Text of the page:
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Healthy Heart, Healthy Brain
Researchers from Cardiovascular Risk in Young Finns Study have associated obesity, high blood pressure and high cholesterol levels during childhood, with declining brain function during later stages of life.

A novel research, published recently in the American Heart Association’s flagship journal Circulation, has recently discovered that addressing weight, blood pressure, and cholesterol during childhood may help to preserve brain function later in life. It is the first study to analyse the effects of accumulating cardiovascular (CV) risk factors since youth on depreciating cognitive power in later years.

Ageing invites many complications, one of which is losing neurological function. In fact, 1 in 5 people over the age of 60 is said to experience mild loss of brain function at the very least. While cognitive deficits are multi-factorial, cardiovascular risk factors are among the most pronounced contributors. High blood pressure, obesity, type 2 diabetes, smoking, physical inactivity and poor diet, are all heavily associated with age-related cognitive decline.

These CV factors, especially when accumulated since early years, have been found to be correlated to the development of mid-life cognitive diseases. As such, it is crucial to establish the connection between CV risks and the emergence of neurological diseases, or better yet provide a definitive answer as to how CV risks threaten our cognitive health.

In response to this question, researchers of Cardiovascular Risk in Young Finns Study performed a 31-year-long observational study, which involved tracking cardiovascular risk factor profiles of participants from childhood to adulthood, in order to analyse how CV factors contributed to their cognitive health.

The nation-wide, longitudinal study was conducted in Finland, and the baseline clinical test was first conducted in 1980, involving an estimate of 3,600 Caucasian children between the ages of 3-18. These tests were mainly focused to assess participants’ cardiovascular health.

31 years later, in 2011, more than 2000 of the participants, now between ages 34 and 49, were subjected to a digitalised cognitive function test to examine their brain health. 4 cognitive domains were taken into consideration: episodic memory and associative learning, short-term working memory, reaction and movement time, and visual processing and sustained attention.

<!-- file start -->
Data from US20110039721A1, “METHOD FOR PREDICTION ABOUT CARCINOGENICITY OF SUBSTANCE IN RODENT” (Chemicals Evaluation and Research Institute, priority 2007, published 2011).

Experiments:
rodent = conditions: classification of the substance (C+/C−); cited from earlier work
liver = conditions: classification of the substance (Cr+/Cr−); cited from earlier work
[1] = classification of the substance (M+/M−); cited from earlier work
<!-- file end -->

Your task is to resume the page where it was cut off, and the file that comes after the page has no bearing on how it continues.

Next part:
“We can use these results to turn the focus of brain health from old age and midlife to people in younger age groups,” explained by the study’s first author Juuso O. Hakala, M.D., a Ph.D. student at the Research Centre of Applied and Prevention Cardiovascular Medicine at the University of Turku, in Turku, Finland. “Our results show active monitoring and prevention of heart disease and stroke risk factors, beginning from early childhood, can also matter greatly when it comes to brain health. Children who have adverse cardiovascular risk factors might benefit from early intervention and lifestyle modifications.”

The findings of their investigation suggested that consistently high blood pressure and cholesterol levels, and childhood obesity carried over through adulthood were associated with defective memory and associative learning, poor visual processing, lower attention span, slow reaction and movement time.

However, it is worthwhile noting that results were gathered from observational data and conclusions were drawn based on correlative associations of CV risk and cognitive performance, rather than definite causative links. Therefore, the question of whether the age at which CV risk factors develop are particularly important to mid-life brain health, still remains answered. The resulting conclusion may also not be generalisable to all races or ethnic groups. Hence, further investigation is needed to address these limitations.

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